BCE Inc. reported strong financial and subscriber results for the second quarter as it saw a surge at its discount wireless brand Lucky Mobile.
The company also got a boost from its media division, where it posted record TV broadcast numbers for the Toronto Raptors’ NBA championship run and the final seasons of Game of Thrones and The Big Bang Theory.
Montreal-based BCE said Thursday that it added 46,000 new prepaid wireless customers in the three months ended June 30, a swing from a loss of 8,000 in the same period last year. In the middle of the quarter, the company announced an exclusive distribution deal with Dollarama Inc., which now sells Lucky Mobile SIM cards at more than 1,200 locations.
BCE also added 103,000 new wireless subscribers on contracts, which are more lucrative as they spend more on monthly data. That was down from 122,000 this time last year but ahead of analyst expectations for about 93,000 and it came after rival Rogers Communications Inc. said last week it added 77,000 contract subscribers in the second quarter while pointing to “overall softness in the market."
Profit at BCE was up 8.2 per cent to $817-million and the company earned 85 cents a share. On an adjusted basis, it reported earnings a share of 94 cents, beating the consensus forecast of 90 cents.
BCE’s revenue increased by 2.5 per cent to $5.93-billion, slightly ahead of expectations, while adjusted EBITDA was up 6.8 per cent to $2.6-billion, also beating forecasts (EBITDA means earnings before interest, taxes, depreciation and amortization).
Canaccord Genuity’s Aravinda Galappatthige said the quarter was better than expected on both financials and subscribers, calling the wireless performance “a strong result considering recent softness in volumes across the market.”
Citigroup’s Adam Ilkowitz similarly called the second quarter results “solid” and noted that BCE maintained its financial guidance targets for the rest of the year. However, he cautioned that “results in the second half of the year could be pressured by the new wireless pricing plans.”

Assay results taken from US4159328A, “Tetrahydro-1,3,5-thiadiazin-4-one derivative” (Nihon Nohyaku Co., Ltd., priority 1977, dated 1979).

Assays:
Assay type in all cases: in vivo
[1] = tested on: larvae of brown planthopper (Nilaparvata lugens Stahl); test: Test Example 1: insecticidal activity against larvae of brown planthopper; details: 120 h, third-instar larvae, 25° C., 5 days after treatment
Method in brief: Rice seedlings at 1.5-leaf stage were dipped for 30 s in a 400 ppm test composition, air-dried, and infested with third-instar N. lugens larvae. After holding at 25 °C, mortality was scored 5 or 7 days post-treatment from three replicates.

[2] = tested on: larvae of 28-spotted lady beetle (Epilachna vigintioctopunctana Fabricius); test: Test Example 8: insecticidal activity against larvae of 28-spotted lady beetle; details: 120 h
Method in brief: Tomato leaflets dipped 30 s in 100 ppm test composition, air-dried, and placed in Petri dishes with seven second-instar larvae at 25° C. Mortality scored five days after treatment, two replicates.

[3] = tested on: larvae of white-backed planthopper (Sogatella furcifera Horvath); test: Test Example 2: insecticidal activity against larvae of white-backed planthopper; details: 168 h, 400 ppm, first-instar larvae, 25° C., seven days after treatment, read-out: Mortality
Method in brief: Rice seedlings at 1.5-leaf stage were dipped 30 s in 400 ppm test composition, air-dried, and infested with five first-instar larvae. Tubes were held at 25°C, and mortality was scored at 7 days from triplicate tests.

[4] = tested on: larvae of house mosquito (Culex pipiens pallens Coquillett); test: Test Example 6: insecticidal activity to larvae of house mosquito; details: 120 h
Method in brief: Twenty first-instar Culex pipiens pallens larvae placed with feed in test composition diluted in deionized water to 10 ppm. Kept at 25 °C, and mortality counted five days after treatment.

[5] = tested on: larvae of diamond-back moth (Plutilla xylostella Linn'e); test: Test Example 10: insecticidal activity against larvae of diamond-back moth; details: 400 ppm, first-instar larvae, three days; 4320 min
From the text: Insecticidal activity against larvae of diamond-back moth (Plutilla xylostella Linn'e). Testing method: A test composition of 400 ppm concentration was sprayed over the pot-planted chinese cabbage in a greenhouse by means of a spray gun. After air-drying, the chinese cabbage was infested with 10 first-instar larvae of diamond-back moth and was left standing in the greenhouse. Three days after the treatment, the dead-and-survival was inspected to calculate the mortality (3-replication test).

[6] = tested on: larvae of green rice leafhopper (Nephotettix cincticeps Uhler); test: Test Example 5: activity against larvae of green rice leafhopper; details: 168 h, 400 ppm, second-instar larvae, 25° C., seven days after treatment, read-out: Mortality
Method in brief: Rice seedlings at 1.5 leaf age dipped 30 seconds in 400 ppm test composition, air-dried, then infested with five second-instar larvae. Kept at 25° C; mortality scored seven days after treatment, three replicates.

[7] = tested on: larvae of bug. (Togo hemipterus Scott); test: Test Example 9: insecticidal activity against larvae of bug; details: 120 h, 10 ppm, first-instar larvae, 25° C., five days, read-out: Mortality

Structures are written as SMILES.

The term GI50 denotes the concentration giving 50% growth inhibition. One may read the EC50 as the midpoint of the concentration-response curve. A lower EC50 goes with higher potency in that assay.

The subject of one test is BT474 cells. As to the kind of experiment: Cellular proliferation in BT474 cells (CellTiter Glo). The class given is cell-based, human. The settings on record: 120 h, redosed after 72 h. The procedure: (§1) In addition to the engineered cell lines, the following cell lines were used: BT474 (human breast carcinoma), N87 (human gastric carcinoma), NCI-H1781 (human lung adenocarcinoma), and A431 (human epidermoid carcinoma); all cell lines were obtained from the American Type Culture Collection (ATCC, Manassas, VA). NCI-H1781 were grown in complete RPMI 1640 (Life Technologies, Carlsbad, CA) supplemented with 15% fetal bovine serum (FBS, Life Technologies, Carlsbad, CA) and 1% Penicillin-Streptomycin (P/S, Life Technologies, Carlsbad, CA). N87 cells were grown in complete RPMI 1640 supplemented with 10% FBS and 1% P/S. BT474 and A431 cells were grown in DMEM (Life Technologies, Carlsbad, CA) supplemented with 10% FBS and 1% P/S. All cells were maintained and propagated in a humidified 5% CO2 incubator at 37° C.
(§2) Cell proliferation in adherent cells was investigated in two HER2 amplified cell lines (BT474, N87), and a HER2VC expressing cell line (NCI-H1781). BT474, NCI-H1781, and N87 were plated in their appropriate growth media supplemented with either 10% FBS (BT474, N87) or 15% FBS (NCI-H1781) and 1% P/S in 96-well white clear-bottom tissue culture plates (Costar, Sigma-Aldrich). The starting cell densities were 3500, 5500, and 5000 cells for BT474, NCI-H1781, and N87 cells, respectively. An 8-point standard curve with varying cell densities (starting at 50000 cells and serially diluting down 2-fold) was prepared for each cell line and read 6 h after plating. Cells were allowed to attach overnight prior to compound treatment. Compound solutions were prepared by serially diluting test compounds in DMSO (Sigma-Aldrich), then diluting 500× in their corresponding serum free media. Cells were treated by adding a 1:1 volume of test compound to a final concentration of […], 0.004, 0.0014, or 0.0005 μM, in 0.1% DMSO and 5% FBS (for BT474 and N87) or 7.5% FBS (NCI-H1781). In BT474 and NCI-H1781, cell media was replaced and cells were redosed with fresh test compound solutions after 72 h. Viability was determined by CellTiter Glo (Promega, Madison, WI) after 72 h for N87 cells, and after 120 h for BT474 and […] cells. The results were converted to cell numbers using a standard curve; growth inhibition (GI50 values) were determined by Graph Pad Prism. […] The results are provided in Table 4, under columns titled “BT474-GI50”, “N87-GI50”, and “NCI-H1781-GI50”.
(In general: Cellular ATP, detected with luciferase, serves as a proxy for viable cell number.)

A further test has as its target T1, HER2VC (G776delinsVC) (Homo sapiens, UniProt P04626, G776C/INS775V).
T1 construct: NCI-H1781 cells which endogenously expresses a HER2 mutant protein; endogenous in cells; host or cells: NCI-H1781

In mid-June, Rogers introduced new wireless plans with larger data buckets and no fees for going over monthly limits (users’ browsing speeds are instead slowed down after they hit their cap). BCE and Telus Corp., Canada’s third national carrier, followed suit with similar plans.
On a call with analysts Thursday, BCE chief executive George Cope said it was not his company’s choice to launch such plans – noting that he believes they will eventually “moderate” growth in average monthly spending by customers – but said BCE responded because it will “always be competitive in the market.”
The plans feature a simpler pricing structure and, with all of Canada’s major carriers now offering them, Mr. Cope said he hopes BCE will stand out on the strength of its wireless network performance.
“On that front, we come out way ahead of the competitor that led this change,” he said, referring to Rogers, adding that BCE is “in a good position to continue to gain market share.” In third-party tests in recent years, BCE and Telus, which have a network sharing agreement, have surpassed Rogers on speeds.
Carriers will begin building next-generation, or 5G, networks over the next year or so, but BCE and Telus have not yet selected equipment vendors for the new technology. They have both used equipment from Huawei Technologies Co. Ltd. extensively in their current networks and are waiting for a decision from the federal government on whether that can continue for 5G. Earlier this week, Public Safety Minister Ralph Goodale said that decision will likely not come before the federal election on Oct. 21.
Mr. Cope said he believes that timing is workable in terms of BCE’s plans for selecting a vendor for 5G. “Some resolution of this [the Huawei issue] shortly after the election would fit within our strategic timeframes.”
Mirko Bibic, the chief operating officer who will take over as CEO of BCE when Mr. Cope retires early next year, was also on the conference call on Thursday and lauded the performance of the Lucky Mobile brand.
“Clearly we’re taking market share in this segment, and over time we hope to convert many of these customers to postpaid [contract] service,” Mr. Bibic said.
BCE’s wireless business reported revenue up 3.2 per cent to $2.19-billion while adjusted EBITDA increased by 9.9 per cent to $980-million.
On the residential (or “wireline”) side, BCE added 19,000 internet subscribers and 17,000 IPTV (internet protocol television) customers while it lost 14,000 satellite TV subscribers.
Revenue at the wireline business increased by 0.9 per cent to $3.1-billion and EBITDA grew 2.1 per cent to $1.4-billion.
Bell Media saw revenue increase by 6.4 per cent in the quarter to $842-million, led by growth in advertising and TV subscriber fees. That, combined with continuing cost-cutting efforts, led to a 23.9-per-cent increase in EBITDA to $254-million.
BCE owns an interest in the Raptors through the company’s investment in team owner Maple Leaf Sports & Entertainment Ltd. and Bell Media’s sports network TSN shares half of the broadcast rights with Rogers’s Sportsnet. Bell Media also controls HBO content in Canada and used the popularity of Game of Thrones to boost subscribers to the premium version of its Crave TV streaming service.
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